The Chinese military has been ordered to get rid of archaic practices, including theatrical stunts that have long been used by the communists running the armed forces to “build morale” and keep the troops busy during decades of very little money to conduct actual military training. These theatrical routines were based on classic Chinese stage works (often called “Chinese Opera” in the West) and martial arts. Troops were also made to go through ancient exercise routines that may have aided men who employed swords but had little utility now. While this stuff looked impressive, it has no real use in modern warfare.
The Russians, who were also admirers of East Asian martial arts did adapt martial arts techniques to the needs of modern combat and produced a new form of martial arts that took useful moves from martial arts but trained troops to use them in realistic combat situations and while dressed as they would be in combat. China eventually adopted that Russian approach and that made the classical martial arts maneuvers of the traditional exercises and demonstrations seem silly and, to most troops, a waste of time.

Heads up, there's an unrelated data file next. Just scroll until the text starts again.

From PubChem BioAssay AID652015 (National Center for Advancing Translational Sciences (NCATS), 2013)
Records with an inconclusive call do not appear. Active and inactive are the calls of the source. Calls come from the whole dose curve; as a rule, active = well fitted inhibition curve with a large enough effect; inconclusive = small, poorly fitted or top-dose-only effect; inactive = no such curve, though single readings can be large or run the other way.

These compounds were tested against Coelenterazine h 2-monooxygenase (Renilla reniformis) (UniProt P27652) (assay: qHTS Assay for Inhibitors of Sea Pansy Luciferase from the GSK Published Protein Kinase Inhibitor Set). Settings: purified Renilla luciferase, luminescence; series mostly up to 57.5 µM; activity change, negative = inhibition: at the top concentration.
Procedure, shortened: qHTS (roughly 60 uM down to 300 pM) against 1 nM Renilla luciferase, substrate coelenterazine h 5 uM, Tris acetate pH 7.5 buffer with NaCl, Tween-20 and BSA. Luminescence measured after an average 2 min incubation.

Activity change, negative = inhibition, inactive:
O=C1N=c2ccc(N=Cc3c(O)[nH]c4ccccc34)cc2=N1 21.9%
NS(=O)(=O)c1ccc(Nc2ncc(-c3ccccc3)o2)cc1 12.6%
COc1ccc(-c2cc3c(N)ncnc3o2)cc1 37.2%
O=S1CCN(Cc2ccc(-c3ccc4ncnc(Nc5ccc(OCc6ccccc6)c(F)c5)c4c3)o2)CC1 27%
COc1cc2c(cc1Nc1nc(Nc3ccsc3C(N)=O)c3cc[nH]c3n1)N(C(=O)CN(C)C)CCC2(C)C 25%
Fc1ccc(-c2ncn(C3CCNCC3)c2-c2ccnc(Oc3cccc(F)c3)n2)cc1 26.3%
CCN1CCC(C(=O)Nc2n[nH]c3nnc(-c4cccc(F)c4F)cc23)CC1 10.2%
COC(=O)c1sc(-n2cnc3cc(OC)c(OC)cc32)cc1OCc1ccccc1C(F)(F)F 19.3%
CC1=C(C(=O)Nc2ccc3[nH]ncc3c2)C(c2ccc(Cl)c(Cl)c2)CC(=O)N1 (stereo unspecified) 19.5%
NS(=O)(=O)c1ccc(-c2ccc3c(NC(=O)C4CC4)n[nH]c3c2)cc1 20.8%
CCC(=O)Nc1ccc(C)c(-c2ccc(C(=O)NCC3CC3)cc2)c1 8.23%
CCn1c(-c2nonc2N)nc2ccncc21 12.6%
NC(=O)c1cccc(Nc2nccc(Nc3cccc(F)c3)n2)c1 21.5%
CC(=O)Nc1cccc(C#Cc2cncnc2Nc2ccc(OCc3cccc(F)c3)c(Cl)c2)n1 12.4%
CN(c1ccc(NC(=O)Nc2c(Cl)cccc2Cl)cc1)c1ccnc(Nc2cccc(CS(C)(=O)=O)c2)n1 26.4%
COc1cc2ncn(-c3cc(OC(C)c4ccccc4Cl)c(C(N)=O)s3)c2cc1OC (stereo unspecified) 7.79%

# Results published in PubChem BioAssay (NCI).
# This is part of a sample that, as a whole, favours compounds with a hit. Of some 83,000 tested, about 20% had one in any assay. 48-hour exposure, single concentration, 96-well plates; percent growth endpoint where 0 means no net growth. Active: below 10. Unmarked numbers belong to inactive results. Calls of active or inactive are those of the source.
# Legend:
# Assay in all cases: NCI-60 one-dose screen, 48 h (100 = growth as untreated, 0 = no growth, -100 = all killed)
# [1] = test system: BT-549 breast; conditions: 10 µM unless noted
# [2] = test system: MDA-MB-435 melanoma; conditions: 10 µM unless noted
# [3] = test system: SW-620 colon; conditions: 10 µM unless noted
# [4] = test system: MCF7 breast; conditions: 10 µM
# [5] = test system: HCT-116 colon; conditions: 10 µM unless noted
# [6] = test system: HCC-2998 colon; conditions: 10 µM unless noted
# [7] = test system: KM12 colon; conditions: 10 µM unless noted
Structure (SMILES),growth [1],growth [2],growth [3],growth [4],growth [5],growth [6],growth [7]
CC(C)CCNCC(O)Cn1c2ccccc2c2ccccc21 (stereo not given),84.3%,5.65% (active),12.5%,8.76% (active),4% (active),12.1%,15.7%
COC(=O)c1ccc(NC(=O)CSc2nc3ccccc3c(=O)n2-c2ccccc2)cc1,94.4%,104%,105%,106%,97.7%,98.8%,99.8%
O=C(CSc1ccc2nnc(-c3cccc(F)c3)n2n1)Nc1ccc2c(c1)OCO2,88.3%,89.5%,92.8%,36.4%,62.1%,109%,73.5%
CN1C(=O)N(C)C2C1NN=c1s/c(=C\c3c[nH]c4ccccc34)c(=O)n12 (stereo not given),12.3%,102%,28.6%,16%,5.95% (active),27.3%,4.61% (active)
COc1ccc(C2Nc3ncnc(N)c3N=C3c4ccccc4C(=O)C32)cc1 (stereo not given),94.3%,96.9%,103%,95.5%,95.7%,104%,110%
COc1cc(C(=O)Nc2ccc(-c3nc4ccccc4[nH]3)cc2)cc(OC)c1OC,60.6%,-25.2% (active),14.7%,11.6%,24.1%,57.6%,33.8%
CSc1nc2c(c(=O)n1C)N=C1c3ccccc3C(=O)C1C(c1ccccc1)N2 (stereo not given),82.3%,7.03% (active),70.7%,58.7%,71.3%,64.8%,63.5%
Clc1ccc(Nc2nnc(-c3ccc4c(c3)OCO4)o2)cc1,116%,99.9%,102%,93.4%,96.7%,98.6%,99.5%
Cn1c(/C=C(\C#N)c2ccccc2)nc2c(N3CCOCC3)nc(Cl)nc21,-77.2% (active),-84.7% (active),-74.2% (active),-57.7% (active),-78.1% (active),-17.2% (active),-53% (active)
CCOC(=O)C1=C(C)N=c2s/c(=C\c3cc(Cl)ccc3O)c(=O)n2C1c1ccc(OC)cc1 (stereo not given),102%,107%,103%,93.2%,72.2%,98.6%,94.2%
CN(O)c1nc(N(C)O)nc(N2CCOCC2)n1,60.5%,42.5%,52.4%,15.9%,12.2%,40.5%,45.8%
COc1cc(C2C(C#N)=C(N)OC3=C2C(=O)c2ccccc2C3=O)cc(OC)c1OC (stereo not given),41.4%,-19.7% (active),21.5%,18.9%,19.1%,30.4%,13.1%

Some troops believed the classical stuff still had value, but the bean-counters had their way and in the name of providing more time for demonstrably useful subjects, the traditional exercises and demonstrations were eliminated. Troops who wanted to continue with this sort of thing could do so on their own time, but on duty all attention was on the growing number of technical skills even infantry troops have to acquire and maintain.